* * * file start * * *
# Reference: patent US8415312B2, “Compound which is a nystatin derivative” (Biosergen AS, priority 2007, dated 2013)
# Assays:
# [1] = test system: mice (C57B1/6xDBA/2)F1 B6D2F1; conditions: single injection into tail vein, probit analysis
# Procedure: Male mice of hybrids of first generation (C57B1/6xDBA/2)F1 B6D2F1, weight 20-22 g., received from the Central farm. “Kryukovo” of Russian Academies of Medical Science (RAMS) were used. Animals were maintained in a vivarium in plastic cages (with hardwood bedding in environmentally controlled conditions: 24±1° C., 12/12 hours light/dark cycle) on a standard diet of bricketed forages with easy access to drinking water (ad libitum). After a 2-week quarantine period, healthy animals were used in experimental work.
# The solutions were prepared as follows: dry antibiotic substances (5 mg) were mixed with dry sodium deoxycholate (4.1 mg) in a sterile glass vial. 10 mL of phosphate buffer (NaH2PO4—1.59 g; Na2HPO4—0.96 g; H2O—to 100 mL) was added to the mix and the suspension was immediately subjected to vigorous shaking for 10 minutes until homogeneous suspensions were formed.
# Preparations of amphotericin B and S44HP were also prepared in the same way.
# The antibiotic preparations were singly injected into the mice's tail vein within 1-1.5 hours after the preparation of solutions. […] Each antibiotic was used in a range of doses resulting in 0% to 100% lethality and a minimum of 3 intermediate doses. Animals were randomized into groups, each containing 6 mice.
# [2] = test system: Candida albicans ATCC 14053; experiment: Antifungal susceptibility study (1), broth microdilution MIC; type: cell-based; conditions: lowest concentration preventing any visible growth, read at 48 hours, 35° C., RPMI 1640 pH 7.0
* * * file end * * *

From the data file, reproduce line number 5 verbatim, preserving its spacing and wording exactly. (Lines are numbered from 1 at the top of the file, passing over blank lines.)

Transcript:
# The solutions were prepared as follows: dry antibiotic substances (5 mg) were mixed with dry sodium deoxycholate (4.1 mg) in a sterile glass vial. 10 mL of phosphate buffer (NaH2PO4—1.59 g; Na2HPO4—0.96 g; H2O—to 100 mL) was added to the mix and the suspension was immediately subjected to vigorous shaking for 10 minutes until homogeneous suspensions were formed.